Ordination is a site-specific performance at the Watershed Center for Ceramic Arts. The studio there is located on the site of an old brick factory, a history that became an important context for this work. For several hours, I inhabited the old brick kiln and asked colleagues to pour water into dry, unfired cups as I continually balanced them on my head. I dug and reconstituted the clay I used to make these cups from the red brick clay hill located on site. Because the floor of the kiln is also made of this clay, I used the location to reference a returning to earth, exploring concepts of decay. As I explore disintegration, I sit in an abandoned space made for turning soft clay into nonporous material. The resulting paradox offers space to explore concepts related to disintegration of the past, decay of self, embodiment, sacramental experience, and the ephemeral present moment. For me, these themes specifically relate to my experience and identity in religious leadership.

The circular form of the kiln creates a meditative atmosphere. By placing cups in a circle around the well at the center of the kiln, I reference prayer circles, meditation chambers, or holy spaces. The musty, earthy smell of the kiln was strong at the time of the performance. The sounds were also poignant: the crushing of gravel beneath the feet of participants, the gurgling sound the pitcher makes when dipped into a bucket to be refilled, the sound of water pouring into each cup and then over my head, the small talk happening in the studio next door. These sensations were particularly important to the experience of the work, but also impossible to replicate beyond the time and place of the performance. This ephemeral quality of the work is part of what made the experience of it feel strangely sacred.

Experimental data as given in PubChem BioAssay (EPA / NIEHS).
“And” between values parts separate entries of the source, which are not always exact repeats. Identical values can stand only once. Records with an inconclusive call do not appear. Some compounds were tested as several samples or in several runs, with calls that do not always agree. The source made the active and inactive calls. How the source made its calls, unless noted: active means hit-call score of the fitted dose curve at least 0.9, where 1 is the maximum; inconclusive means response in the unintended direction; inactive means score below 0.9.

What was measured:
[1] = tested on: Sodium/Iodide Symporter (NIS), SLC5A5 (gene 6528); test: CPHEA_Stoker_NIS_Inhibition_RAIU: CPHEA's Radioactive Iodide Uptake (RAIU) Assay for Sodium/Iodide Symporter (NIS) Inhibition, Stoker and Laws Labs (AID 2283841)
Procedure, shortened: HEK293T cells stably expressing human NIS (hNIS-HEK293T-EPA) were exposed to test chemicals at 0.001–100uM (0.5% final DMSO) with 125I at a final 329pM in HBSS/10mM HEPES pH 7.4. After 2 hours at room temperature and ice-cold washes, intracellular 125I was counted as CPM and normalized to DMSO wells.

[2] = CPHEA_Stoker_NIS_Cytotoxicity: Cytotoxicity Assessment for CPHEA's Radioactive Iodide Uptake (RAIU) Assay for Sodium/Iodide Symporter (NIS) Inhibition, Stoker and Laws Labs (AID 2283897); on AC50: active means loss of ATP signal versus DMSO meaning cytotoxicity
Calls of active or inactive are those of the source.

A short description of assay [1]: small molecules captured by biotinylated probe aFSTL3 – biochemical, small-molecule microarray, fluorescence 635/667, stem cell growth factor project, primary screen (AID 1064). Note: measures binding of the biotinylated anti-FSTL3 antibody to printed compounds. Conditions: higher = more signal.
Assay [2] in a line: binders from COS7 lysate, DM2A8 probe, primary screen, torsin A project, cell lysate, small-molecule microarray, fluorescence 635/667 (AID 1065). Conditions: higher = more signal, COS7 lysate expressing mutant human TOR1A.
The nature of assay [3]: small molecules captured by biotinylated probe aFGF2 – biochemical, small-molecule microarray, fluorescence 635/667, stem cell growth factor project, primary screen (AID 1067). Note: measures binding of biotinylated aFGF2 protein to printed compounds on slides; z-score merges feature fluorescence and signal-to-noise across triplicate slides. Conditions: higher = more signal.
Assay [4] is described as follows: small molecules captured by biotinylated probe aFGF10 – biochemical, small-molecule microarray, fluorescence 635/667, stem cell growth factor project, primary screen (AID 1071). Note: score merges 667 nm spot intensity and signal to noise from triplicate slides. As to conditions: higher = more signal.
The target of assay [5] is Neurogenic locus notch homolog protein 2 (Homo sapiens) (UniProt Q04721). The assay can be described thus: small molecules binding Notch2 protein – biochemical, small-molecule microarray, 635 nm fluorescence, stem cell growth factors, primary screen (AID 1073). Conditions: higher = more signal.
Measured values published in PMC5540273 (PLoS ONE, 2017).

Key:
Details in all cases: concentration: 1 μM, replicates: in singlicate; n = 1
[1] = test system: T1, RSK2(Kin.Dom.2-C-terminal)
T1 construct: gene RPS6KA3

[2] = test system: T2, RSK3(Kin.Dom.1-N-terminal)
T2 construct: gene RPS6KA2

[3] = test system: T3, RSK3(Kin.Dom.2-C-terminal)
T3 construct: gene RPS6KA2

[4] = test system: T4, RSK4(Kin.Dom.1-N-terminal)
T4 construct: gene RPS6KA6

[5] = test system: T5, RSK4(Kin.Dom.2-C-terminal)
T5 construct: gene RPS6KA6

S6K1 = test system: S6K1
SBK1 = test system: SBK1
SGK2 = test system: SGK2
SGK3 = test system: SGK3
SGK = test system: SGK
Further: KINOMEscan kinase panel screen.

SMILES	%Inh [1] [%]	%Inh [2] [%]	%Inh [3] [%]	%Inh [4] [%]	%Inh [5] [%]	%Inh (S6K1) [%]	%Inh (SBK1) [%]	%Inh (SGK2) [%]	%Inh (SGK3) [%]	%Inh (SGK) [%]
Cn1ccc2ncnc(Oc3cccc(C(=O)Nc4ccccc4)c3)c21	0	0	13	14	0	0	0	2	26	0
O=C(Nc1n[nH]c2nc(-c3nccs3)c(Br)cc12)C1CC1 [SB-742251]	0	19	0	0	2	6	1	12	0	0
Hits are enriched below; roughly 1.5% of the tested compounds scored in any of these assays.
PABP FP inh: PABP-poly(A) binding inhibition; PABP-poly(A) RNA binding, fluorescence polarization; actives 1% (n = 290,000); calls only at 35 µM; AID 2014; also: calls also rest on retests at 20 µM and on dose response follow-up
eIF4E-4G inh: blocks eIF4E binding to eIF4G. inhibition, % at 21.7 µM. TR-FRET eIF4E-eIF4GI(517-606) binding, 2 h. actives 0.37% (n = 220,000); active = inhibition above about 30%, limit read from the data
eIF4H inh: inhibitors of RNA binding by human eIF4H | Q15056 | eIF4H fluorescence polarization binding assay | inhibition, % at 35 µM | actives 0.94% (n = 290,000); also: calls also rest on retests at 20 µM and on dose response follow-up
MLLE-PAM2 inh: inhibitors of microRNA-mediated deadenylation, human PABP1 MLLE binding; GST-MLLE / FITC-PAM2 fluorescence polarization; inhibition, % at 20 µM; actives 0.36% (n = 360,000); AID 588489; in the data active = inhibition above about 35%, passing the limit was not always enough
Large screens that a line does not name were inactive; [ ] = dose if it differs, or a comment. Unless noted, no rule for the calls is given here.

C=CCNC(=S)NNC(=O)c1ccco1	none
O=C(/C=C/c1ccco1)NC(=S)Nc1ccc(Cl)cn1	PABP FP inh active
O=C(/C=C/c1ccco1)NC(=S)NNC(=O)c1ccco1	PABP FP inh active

The importance of individuals’ participation in this work is significant. As I engage in meditative practice for several hours, sitting on an unfired clay meditation stool on a makeshift prayer mat, I ask others to do the work that colors my clothes with red earth. My body becomes a canvas for seeing this decay, a channel for viewing the spectacle that is dissolving clay in water. The more clean water is poured over me, the dirtier I become. Participants are able to experience this visual paradox while I remain removed from the scene, eyes closed. While my body is at the center of the work, others enact it. I fall away as I slowly become unrecognizable, the color of my surroundings.

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